NEW YORK, NY – A $2 billion renovation project at New York’s famed United Nations (UN) headquarters is already underway, and many of those who work in the midtown Manhattan skyscraper have deep concerns related to the extensive asbestos abatement work being performed at the E. 44th Street landmark. Asbestos is classified by health organizations around the world as a known cancer-causing agent, and the 60 year old U.N. building contains significant amounts of asbestos that will be disturbed and removed from the structure during the course of the extensive makeover that is expected to last several years.
The renovation project at the U. N. is designed to make the building more comfortable, energy efficient, and safer in a number of ways, including the removal of all asbestos-containing materials in the iconic structure that overlooks the East River. What many of those who work in the building want to know is: How safe will they be while the extremely toxic asbestos is being removed?
Asbestos is a general term that describes a variety of naturally occurring silicate minerals that exist in abundance in countries around the world. Asbestos can be excavated from the earth or extracted from several types of above ground geologic (rock) formations. Asbestos exists in a variety of types, chemical compositions, and colors, though, all forms of the material share a number of desirable attributes. Asbestos is flame retardant (practically fireproof), it resists moisture, mold, and corrosive chemical damage, has excellent insulating properties and more. As a result of the unique nature and abundance of asbestos, during the first half of the 20th century, the material found its way into countless manufactured products including building materials.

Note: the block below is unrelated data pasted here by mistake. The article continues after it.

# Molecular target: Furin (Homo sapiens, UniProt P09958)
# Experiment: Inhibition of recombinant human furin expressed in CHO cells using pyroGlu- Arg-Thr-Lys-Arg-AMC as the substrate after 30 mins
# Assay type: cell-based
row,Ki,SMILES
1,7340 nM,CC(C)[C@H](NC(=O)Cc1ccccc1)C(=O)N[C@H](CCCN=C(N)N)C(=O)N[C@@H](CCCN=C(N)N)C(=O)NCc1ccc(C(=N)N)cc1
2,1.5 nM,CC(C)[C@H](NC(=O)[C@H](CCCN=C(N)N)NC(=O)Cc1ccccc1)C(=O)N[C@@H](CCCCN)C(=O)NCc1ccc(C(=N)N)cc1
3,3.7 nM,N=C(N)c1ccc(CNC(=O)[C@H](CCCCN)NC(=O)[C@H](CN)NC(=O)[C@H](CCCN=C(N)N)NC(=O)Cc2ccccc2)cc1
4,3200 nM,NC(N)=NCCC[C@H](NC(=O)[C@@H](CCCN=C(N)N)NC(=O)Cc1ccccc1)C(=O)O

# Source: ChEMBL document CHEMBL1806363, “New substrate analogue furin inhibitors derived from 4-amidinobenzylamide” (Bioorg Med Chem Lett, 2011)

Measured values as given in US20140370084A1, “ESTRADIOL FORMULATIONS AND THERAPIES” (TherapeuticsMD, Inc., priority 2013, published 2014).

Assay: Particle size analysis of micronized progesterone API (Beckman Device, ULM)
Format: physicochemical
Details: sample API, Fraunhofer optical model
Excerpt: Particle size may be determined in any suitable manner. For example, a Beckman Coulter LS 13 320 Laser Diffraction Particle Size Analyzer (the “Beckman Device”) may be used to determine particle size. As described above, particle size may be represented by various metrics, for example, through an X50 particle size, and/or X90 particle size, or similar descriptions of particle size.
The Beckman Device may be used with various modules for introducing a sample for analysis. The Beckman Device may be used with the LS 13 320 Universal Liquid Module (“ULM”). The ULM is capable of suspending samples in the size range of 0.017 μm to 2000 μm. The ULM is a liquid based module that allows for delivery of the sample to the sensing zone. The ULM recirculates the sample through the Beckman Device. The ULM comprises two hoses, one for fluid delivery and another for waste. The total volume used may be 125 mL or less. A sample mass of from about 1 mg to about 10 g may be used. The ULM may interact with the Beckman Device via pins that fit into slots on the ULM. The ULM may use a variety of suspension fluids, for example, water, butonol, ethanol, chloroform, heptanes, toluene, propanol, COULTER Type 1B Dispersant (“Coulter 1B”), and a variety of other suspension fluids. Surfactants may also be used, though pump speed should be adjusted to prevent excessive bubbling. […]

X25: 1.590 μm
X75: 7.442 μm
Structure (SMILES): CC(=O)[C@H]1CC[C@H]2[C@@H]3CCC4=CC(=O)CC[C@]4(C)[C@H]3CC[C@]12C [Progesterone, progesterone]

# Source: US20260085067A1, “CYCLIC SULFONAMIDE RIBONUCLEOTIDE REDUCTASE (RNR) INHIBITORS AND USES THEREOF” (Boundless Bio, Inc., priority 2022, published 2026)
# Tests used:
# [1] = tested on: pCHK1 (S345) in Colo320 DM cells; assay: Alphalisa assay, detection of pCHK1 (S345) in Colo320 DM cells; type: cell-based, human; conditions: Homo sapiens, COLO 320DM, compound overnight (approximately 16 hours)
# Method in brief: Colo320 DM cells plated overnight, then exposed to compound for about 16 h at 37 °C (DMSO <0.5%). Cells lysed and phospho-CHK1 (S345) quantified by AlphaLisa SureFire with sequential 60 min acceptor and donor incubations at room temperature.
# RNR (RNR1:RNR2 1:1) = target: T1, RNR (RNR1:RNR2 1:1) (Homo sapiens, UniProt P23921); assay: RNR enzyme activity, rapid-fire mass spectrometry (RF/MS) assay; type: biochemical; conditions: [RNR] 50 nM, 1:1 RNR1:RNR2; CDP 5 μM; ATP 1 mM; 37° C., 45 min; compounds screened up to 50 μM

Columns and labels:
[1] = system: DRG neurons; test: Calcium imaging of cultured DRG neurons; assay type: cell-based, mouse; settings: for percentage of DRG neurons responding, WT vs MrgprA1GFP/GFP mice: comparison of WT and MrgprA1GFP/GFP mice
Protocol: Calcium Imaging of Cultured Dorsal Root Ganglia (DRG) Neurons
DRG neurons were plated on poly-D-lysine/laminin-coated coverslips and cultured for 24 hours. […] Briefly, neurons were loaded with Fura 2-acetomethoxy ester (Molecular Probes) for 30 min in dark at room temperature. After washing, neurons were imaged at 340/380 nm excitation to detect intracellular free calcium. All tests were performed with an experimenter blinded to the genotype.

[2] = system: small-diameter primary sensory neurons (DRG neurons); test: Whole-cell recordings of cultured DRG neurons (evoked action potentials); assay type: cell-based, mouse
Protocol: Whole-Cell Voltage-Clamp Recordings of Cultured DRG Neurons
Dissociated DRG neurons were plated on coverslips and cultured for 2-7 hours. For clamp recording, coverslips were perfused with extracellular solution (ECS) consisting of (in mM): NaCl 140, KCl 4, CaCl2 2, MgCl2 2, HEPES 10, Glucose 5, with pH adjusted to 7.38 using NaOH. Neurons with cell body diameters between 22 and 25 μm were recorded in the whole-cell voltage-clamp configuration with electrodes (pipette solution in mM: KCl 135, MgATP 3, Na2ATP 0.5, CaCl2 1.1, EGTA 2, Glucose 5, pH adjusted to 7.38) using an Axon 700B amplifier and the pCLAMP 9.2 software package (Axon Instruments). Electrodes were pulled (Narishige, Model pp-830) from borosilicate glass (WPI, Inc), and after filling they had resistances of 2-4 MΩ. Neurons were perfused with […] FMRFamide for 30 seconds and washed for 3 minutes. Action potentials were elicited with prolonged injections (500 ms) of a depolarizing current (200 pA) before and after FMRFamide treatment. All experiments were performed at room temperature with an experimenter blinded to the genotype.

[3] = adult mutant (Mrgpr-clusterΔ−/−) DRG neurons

Widespread industrial and manufacturing use of asbestos in the United States came to a halt in the early 1970s, at which time it had been scientifically and medically confirmed that the inhalation of microscopic asbestos fibers could, up to 50 years later, cause the onset of serious diseases such as the highly aggressive, incurable, and deadly form of cancer known as malignant mesothelioma. Clearly, asbestos has extreme toxicity, and U. N. staffers have just cause for their concerns about the removal of the hazardous material from their workplace (asbestos exposures are considered to be most dangerous when the material is disturbed).
Stephen Kisambira is the President of the United Nations Staff Union, and during a rare U. N. Headquarters press conference, Kisambira spoke for many U. N. employees when he said, “Asbestos abatement is a serious issue. The risk is there, they are saying that nothing can go wrong. How can they be so sure?”
Kisambira and others have been assured by the renovation project’s manager, architect Michael Adlerstein, that there is no cause for concern. “There are very stringent requirements for asbestos procedures, and those will be followed by the contractors,” reads a statement that appears on a Web site Adlerstein has set up to provide U. N. workers and others with up-to-date information on the overall project (www.huwu.org/cmp/uncmp/English/).
Kisambira is not reassured by the words on Adlerstein’s Web site, and the staff union President points to the fact that contractors who specialize in asbestos abatement have been widely known to violate the “stringent requirements” of asbestos removal procedures that are designed to safely remove asbestos from a building. Kisambira has additional concerns about the asbestos project because, due to the unique international legal status of the U.N. Building, contractors who perform work in the structure(s) are wholly immune to lawsuits, and such protection from legal actions could embolden contractors to violate asbestos abatement regulations or applicable environmental laws.
When asked about Kisambira’s concerns about contractor immunity, no response was offered from Adlerstein or his firm’s spokesman – a similar “no comment” response was issued by the on-site construction management company, Skanska USA Building.